• 1. SEBI.S GOVT. LAW COLLEGE ERNAKULAM Indian Harm Reduction Network v. Union of India, 2012 Bom CR(Cri) 121
  • 2. COURT : Bombay High Court BENCH: Division Bench Justice A.M. Khanwilkar Justice A.P. Bhangale. AUTHOR OF THE JUDGEMENT Justice A.M. Khanwilkar
  • 3. PETITIONER Indian Harm Reduction Network, a Society registered under Societies Registration Act, 1860, Registration No. S/58430/2007, having its office at Vasant Vihar, New Delhi 110057 RESPONDENT 1. The Union of India, through 1A. Secretary, Department of Revenue, Ministry of Finance, New Delhi 110 001 1B. Director General, Narcotics Control Bureau, Ministry of Home Affairs, New Delhi 110 066 1C. Zonal Director Narcotics Control Bureau, Mumbai Zonal Unit, Mumbai 400 001 2. State of Maharashtra
  • 4. FACTS OF THE CASE  In this case, the petitioner Indian Harm Reduction Network(IHRN), A consortium of NGO’s working for human drug policies in India filed a writ petition under Article 226 of the constitution of India before Bombay High Court, challenging constitutional validity of Section 31A of NDPS Act on grounds that it violates Article 14 and Article 21 of the Indian Constitution. Section 31A of NDPS Act provides mandatory death penalty for subsequent conviction in some cases.
  • 5. ISSUES  Whether Section 31A, NDPS Act violates Article 14 of the Constitution of India?  Whether Section 31A, NDPS Act violates Article 21 of the Constitution of India?  Whether Section 31A is void ab initio?  Whether ‘shall’ may be replaced by ‘may’? Whether ‘mandatory death sentence’ may be replaced to ‘optional death sentence’?
  • 6. CONDITIONS FOR APPLICATION OF SECTION 31 A There must be two or more convictions under prescribed provisions and circumstances. First conviction He must have been convicted either under Section 19, Section 24, Section 27A or for commercial quantity. Section 19, 24 and 27A is independent of any quantity of drugs. Second conviction Second conviction must be for prescribed quantity of contraband NDPS. Under Section 31A quantity has been prescribed. First and second conviction must be according to above mentioned conditions. If either is missing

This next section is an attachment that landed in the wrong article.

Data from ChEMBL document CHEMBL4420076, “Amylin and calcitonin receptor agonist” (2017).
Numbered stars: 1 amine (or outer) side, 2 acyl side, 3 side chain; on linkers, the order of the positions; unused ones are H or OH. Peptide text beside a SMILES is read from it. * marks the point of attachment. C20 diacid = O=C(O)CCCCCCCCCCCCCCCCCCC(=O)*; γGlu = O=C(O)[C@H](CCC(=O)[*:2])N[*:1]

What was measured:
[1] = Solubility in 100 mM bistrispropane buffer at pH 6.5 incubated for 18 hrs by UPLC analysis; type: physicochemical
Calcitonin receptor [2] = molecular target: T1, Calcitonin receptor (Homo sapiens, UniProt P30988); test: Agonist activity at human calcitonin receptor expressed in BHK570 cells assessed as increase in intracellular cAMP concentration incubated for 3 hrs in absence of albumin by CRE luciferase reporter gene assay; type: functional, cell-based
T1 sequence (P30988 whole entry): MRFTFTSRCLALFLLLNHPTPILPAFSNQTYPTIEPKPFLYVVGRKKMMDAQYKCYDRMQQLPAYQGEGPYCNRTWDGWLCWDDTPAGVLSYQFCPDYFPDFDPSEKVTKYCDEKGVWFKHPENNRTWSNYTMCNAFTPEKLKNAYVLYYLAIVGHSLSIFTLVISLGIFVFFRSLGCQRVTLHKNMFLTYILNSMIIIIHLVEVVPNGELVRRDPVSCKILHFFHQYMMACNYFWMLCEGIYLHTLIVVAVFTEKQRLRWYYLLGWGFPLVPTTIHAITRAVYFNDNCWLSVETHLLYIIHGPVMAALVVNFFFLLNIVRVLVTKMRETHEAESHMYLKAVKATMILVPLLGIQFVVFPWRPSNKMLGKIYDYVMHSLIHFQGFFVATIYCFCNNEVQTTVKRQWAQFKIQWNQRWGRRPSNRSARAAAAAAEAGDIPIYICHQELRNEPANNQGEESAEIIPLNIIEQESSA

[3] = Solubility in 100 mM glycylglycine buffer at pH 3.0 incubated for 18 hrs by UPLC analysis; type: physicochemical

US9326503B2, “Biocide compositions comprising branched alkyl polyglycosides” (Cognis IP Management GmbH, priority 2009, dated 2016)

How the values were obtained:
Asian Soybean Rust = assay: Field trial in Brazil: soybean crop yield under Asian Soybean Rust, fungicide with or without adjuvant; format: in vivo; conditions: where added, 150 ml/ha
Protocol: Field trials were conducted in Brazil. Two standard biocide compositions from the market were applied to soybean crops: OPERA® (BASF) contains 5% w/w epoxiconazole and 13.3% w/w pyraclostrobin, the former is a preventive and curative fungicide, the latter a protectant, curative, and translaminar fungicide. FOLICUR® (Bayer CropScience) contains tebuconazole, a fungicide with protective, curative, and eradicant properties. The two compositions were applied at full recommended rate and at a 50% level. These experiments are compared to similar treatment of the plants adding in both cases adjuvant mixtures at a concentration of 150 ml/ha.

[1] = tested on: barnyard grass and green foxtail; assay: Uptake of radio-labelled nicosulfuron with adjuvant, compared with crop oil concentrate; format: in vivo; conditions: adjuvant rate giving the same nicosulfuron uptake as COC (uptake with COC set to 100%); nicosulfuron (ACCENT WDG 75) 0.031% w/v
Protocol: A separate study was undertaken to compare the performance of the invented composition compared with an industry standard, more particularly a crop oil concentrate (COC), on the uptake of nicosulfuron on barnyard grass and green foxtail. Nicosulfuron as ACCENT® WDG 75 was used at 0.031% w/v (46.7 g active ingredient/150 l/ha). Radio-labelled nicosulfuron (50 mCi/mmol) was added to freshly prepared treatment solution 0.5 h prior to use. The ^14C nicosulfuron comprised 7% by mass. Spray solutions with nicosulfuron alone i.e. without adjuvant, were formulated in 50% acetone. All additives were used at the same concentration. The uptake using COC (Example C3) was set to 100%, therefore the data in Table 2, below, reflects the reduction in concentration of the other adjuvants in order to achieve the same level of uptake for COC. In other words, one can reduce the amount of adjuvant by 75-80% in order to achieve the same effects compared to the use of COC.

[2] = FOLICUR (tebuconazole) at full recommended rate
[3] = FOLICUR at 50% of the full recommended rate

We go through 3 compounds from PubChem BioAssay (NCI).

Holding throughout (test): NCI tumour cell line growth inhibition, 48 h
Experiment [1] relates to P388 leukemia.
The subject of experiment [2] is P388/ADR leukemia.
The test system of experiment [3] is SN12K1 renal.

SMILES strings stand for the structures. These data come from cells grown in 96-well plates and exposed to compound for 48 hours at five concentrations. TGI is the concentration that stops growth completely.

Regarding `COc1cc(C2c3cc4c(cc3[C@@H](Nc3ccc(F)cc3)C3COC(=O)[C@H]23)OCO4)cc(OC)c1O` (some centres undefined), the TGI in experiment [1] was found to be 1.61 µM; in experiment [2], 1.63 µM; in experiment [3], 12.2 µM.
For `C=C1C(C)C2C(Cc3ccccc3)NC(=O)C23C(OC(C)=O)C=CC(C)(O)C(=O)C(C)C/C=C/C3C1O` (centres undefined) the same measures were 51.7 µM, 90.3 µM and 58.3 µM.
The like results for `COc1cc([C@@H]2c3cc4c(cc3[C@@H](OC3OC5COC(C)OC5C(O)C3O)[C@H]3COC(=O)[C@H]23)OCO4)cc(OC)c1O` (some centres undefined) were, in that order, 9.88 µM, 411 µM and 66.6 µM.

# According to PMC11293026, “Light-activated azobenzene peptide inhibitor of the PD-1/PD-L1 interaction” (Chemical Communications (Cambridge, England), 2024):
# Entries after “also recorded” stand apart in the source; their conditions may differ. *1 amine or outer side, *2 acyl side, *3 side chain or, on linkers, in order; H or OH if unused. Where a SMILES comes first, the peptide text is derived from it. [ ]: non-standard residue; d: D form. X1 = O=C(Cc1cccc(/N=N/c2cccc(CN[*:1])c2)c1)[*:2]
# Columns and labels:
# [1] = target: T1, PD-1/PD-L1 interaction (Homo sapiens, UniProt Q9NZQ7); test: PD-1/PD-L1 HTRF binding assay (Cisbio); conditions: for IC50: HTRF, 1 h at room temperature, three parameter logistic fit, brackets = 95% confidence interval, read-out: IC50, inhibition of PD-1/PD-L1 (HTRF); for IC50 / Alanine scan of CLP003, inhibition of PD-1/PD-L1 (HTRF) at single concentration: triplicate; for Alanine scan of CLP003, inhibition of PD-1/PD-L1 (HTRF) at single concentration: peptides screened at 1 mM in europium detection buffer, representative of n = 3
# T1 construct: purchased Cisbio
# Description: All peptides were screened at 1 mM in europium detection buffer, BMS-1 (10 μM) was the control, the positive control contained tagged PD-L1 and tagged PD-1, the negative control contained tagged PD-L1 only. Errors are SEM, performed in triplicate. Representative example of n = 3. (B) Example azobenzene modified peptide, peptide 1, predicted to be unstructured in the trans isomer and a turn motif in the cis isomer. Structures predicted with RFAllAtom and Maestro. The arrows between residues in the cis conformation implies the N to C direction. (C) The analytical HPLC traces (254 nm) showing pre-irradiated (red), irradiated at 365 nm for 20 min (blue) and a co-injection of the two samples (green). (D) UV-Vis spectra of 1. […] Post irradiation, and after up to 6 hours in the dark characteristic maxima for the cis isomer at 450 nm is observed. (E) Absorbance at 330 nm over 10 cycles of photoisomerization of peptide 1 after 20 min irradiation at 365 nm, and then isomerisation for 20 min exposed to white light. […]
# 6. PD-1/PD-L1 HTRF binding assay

• 7. ARGUMENTS BY THE PETITIONER INHUMANE: Mandatory death penalty for drug offences is excessive, unscientific and inhumane. ARTICLE 21 AND MANEKA GANDHI CASE Procedure must be just, fair and reasonable. According to the petitioners, breach of such safeguards guaranteed to the accused renders the procedure for capital sentencing under Section 31A unfair, unjust and arbitrary. DENIAL OF RIGHT OF PRE-SENTENCE HEARING [SECTION 235(2)] The petitioners assert that Section 31A is violative of Article 21 of the Constitution, more particularly on account of denial of procedural safeguards amongst others, right of pre-sentence hearing on the question of sentence. Further, the imposition of standardised or mandatory death penalty betrays the well-established principle that sentencing must be individualised, and ought to depend on the circumstances of the offence as well as the offender.
  • 8. VIOLATION OF SECTION 354(3) Section 354(3), Cr.P.C says that special reasons must be written for imposing death sentence. In the Case of Bachan Singh v. State of Punjab, Supreme Court observed that death sentence must be awarded in ‘Rarest of rare Cases’. The requirement of recording special reasons by the Court for imposing death penalty under Section 31A is completely done away with and the exercise of judicial discretion on well-recognised principles, which is the highest safeguard for the accused, and is at the core of administration of criminal justice, is impaired. VIOLATION OF SEPARATION OF POWER According to the petitioners, taking away the judicial discretion in the matter of sentencing inevitably impinges upon the doctrine of separation of powers and the rule of law, for, sentencing is judicial function, centred on administration of justice. Section 31A completely eliminates judicial discretion in sentencing. That violates the constitutional norms of separation of powers and rule of